Fuller, Errol. (2013). Lost Animals: Extinction and the Photographic Record. London: Bloomsbury Publishing.

Gross, A. O. (1928). The heath hen. Mem. Boston Soc. Nat. Hist. 6(4): 491-588. [pp. 487-588?]

Gross, A. O. (1931). The last heath hen. Bull. Massachusetts Audubon Soc. 15(5): 12.

Hornaday, W. T. (1931). Thirty years war for wildlife. Publisher?

Howes, C. A. (1969). A survey of extinct and nearly extinct birds in the Royal Albert Memorial Museum, Exeter. Bulletin of the British Ornithologists Club 89(4): 89-92.

Hume, Julian Pender and Walters, Michael. (2012). Extinct Birds. London: T & AD Poyser.

Johnsgard, P. A. (1973). Grouse and quails of North America. University of Nebraska, Lincoln, USA.

Johnson, J. A. and Dunn, P. O. (2006). Low genetic variation in the Heath Hen prior to extinction and implications for the conservation of prairie-chicken populations. Conservation Genetics 7: 37-48.

Johnson, Jeff A., Novak, Ben et al. (In Press, 2023). Phylogenomics of the extinct Heath Hen provides support for sex-biased introgression among extant prairie grouse. Molecular Phylogenetics and Evolution.

Jouanin, Christian. (1962). Inventaire des oiseaux éteints ou en voie d’extinction conservés au Muséum de Paris. Terre et Vie 109: 275-301.

Knox, Alan G. and Walters, Michael P. (1994). Extinct and endangered birds in the collections of The Natural History Museum. British Ornithologists' Club Occasional Publications 1: 1-292.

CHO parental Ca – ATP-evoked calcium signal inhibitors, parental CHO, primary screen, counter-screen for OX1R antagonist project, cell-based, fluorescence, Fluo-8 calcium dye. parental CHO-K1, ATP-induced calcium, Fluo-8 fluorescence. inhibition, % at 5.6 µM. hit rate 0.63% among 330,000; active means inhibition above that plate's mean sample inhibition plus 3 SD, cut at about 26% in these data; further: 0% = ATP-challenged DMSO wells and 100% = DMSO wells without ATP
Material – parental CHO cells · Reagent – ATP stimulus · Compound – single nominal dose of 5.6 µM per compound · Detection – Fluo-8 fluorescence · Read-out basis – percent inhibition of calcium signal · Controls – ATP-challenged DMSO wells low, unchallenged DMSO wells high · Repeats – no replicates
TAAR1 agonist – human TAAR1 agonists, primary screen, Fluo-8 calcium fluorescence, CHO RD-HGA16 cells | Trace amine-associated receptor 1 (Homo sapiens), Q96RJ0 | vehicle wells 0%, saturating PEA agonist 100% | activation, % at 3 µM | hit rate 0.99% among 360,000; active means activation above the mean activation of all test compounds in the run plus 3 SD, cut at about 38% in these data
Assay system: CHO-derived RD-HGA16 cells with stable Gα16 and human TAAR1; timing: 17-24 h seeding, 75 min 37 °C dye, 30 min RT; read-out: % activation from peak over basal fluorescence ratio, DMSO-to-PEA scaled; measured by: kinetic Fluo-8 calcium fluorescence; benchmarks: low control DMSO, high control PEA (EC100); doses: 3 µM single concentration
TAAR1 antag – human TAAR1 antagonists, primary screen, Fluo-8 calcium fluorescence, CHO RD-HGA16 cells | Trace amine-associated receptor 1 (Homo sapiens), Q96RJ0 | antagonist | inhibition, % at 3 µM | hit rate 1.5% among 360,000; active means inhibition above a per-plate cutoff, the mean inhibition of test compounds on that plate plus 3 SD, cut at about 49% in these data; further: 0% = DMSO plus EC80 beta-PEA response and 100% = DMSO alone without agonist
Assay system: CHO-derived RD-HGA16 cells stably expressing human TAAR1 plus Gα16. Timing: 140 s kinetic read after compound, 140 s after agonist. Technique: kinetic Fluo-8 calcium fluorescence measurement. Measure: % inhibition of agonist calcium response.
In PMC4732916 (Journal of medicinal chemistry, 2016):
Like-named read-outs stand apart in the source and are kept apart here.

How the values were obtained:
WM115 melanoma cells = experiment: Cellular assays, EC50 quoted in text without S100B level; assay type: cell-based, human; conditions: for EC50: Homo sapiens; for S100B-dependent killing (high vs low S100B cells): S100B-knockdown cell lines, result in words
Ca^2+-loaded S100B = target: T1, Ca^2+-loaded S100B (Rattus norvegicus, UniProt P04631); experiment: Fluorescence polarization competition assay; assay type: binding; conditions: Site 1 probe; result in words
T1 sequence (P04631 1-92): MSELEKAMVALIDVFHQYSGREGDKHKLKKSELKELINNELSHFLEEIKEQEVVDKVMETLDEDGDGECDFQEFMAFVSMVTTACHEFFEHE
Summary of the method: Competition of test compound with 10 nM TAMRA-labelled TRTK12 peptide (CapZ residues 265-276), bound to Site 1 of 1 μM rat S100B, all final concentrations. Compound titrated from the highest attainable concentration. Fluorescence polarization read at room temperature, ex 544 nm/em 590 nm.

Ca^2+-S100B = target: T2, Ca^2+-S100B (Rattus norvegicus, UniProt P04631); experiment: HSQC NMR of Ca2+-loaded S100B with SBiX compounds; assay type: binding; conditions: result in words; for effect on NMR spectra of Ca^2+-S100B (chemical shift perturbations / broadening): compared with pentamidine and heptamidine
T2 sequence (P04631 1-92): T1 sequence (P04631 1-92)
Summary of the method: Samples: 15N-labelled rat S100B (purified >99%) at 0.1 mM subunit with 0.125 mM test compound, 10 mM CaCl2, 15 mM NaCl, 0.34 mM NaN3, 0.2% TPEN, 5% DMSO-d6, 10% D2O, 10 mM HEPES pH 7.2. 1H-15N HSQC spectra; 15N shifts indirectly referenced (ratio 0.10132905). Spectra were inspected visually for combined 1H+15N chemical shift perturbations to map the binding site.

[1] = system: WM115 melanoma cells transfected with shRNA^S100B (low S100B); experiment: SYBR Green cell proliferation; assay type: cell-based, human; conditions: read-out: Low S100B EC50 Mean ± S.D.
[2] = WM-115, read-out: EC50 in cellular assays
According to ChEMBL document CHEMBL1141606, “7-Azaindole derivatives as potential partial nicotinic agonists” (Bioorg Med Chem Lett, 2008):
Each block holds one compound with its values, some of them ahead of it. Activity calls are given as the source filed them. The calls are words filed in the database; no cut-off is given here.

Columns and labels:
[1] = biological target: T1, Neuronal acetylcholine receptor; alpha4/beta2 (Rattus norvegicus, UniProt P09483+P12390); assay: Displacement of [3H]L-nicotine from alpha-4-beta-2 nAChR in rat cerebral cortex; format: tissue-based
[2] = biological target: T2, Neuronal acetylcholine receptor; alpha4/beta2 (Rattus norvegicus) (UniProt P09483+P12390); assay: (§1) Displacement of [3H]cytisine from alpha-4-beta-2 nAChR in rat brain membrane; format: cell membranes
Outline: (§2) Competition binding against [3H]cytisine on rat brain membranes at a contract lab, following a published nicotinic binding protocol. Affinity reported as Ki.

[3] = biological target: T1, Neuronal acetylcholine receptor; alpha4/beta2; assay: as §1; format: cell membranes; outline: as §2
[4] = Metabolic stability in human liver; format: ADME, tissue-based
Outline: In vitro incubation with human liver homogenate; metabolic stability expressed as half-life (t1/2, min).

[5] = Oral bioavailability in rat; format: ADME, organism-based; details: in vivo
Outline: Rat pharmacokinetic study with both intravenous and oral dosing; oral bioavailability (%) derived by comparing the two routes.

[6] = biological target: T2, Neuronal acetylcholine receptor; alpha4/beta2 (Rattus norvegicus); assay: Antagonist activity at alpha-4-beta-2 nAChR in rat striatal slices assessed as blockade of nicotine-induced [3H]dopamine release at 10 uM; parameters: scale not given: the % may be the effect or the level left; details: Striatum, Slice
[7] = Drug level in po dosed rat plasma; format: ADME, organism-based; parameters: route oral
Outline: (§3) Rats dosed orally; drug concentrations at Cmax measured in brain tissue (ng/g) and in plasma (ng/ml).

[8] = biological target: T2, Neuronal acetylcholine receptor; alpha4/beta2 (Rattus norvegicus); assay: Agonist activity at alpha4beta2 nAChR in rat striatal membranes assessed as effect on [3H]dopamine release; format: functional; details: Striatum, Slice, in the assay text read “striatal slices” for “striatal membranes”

Nutall, T. (1840). A manual of the ornithology of the United States and Canada. Land Birds. Boston, MA: Hilliard, gray, and Co.

Palkovacs, Eric P. et al. (2004). Genetic evaluation of a proposed  introduction: the case of the greater prairie chicken and the extinct heath hen. Molecular Ecology 13(7): 1759-1769. [Abstract]

Palmer, R. S. (1949). Maine birds. Bulletin of the Museum of Comparative Zoology 102: 1-656.

Pennant, T. (1785). Arctic Zoology, volume 2. London: H. Hughes.

Phillips J. C. (1926). An attempt to list extinct and vanishing  birds of the Western Hemisphere with some notes on recent status, location of specimens, etc., pp. 503-534. In: Verhandlungen VI Internationalen Ornithologen-Kongresses Kopenhagen.

Poole, E. L. (1949). The extinct heath hen. Frontiers (Philadelphia) 13: 68-70.

Roberts, D. L. and Jarić, I. (2016). Inferring extinction in North American and Hawaiian birds in the presence of sighting uncertainty. PeerJ 4: e2426.

Rothschild, Lionel Walter. (1907). Extinct birds: an attempt to write in one volume a short account of those birds which have become extinct in historical times, that is within the last six or seven hundred years: to which are added a few which still exist, but are on the verge of extinction. London: Hutchinson & Co. XXIX + 243 pp. [p. 181-182]

Schroeder, M. A. and Robb, L. A. (1993). Greater Prairie-chicken Tympanuchus cupido. In: Poole, A.; Gill, F. (ed.), The birds of North America No. 36, pp. 1-24. The Academy of Natural Sciences, Philadelphia and the American Ornithologists' Union, Philadelphia and Washington, D.C.

Scott, Peter. (1973). Species Extinction in Birds. Bird Study 20(2): 93-102.

Young, D. E. (1953). Ecological considerations in the extinction of the Passenger Pigeon  (Ectopistes migratorius), Heath Hen (Tympanuchus cupido cupido) and the Eskimo Curlew (Numenius borealis). Ph.D. dissertation, University of Michigan, Ann Arbor, Michigan. 527 pp.